Thursday 23 May 2024

Helping our autistic son with exam stress

Boy doing exams

A recent report into anxiety and depression in people under the age of 18 showed that 7 in 10 (69%) are very worried about school work and exams and 2 in 3 (66%) were worried about their future. As the top two worries of young people, according to Wysa, many young people will be feeling anxious and stressed now more than any other time in their lives so far. Anthony is in the middle of his Year 11 exams, so what can we and he, do to help?

Establish a routine

A consistent routine can provide a sense of stability and security, which is important for wellbeing as it can reduce anxiety.  During the exam period we help Anthony to create a routine that includes time for revision, hobbies, exercise and physical activity and relaxation.  This doesn't all need to happen the same everyday but gives structure to work around.  Anthony goes climbing on a Thursday (and no exams are timetabled on a Friday) so this is something he can do each week and is really good for switching off and his mental health.

Sleep and sleep

Either a lack of sleep can make young people anxious and stressed, or stress, worry and anxiety is stopping them sleep.  Helping with a good night’s sleep by having a good routine, having down time before bed, and keeping busy in the day so that they get physically tired. Remind them that being well rested gives them the energy to do the great things they want to - sleep is cool. 

A good breakfast the next morning especially on an exam day will prepare them and make them feel more ready. 

Teach stress management techniques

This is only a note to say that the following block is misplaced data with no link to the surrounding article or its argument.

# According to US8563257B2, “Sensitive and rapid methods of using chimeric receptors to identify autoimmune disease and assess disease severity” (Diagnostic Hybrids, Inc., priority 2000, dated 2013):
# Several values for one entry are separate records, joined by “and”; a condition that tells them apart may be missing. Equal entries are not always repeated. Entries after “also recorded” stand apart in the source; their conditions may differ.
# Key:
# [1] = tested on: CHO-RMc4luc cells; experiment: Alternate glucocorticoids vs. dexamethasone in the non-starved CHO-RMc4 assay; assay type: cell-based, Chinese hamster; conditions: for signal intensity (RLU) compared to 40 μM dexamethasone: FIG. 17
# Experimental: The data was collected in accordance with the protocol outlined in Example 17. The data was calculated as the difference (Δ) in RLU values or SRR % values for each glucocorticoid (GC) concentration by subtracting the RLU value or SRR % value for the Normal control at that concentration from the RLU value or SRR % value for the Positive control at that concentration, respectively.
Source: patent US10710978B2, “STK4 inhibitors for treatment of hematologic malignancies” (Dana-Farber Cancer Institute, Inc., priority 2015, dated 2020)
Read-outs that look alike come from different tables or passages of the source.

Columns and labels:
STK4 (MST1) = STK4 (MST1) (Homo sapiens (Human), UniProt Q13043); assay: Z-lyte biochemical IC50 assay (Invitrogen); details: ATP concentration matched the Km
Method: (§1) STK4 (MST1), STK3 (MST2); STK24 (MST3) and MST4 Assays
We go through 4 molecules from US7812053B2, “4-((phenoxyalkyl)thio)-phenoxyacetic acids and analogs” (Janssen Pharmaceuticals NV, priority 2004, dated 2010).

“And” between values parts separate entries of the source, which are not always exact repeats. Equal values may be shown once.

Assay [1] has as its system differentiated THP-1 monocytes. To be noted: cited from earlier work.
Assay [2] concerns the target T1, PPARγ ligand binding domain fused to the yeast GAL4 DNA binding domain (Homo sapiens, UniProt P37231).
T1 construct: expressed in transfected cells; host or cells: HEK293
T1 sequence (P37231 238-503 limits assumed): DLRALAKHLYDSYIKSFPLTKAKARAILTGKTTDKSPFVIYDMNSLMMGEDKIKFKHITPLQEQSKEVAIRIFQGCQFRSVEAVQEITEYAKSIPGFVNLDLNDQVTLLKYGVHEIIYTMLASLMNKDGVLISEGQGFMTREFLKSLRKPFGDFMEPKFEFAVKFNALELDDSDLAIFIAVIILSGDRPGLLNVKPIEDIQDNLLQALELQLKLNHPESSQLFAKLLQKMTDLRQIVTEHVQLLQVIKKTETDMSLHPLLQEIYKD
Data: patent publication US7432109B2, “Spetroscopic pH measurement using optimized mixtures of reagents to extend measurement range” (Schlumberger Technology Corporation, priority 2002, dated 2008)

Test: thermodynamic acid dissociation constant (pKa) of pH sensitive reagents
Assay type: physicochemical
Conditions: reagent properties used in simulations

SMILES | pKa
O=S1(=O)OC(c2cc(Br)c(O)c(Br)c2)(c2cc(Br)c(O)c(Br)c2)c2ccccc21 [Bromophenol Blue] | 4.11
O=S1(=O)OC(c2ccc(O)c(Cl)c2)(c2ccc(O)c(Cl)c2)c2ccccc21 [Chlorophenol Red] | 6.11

One great way to relieve anxiety and stress is through grounding via mediation and mindfulness. Help young people and teenagers learn various stress management techniques, such as deep breathing exercises, mindfulness meditation, progressive muscle relaxation, or journaling. These techniques can provide them with effective tools to cope with stress and anxiety.  Anthony focuses on being in the moment and trying not to think to far ahead.  

This is particularly the case with exams when it's easy to be concerned about 'will I pass' when it should be 'what do I need to focus on now.  Anthony is very much a fan of Bruce Lee so we enjoy using his teachings to help him.  Our current favourite is "The great mistake is to anticipate the outcome of the engagement; you ought not to be thinking of whether it ends in victory or defeat. Let nature take its course, and your tools will strike at the right moment."  Trying a technique to put worries aside for a while can really help with this too. 

Encourage open communication

Create an environment where they feel comfortable expressing their feelings and concerns. Encourage them to talk about their experiences, anxieties, and challenges related to exams. Don’t dismiss their worries, but use active listening where you paraphrase what they have said, so that they feel heard.

Their friends can be a support too, but we can help with this and not let worry spiral by having time without social media, especially the day before an exam.      

Don’t make it all about academic performance

Raising the next generation is about supporting them to become well rounded individuals. Yes, of course we encourage them to do their revision and focus on school, but don’t make it all about the grades.  Too much pressure can make younger people more anxious and stressed and then not able to perform at their best.  

It may feel like everything depends on the results but we are more focused on being proud of Anthony's attitude and effort rather than his results.  Whatever happens on results day, he will be able to move forward with his education and has a future he can look forward too.  And he knows we will be hereto support with that as he becomes his own amazing person. 

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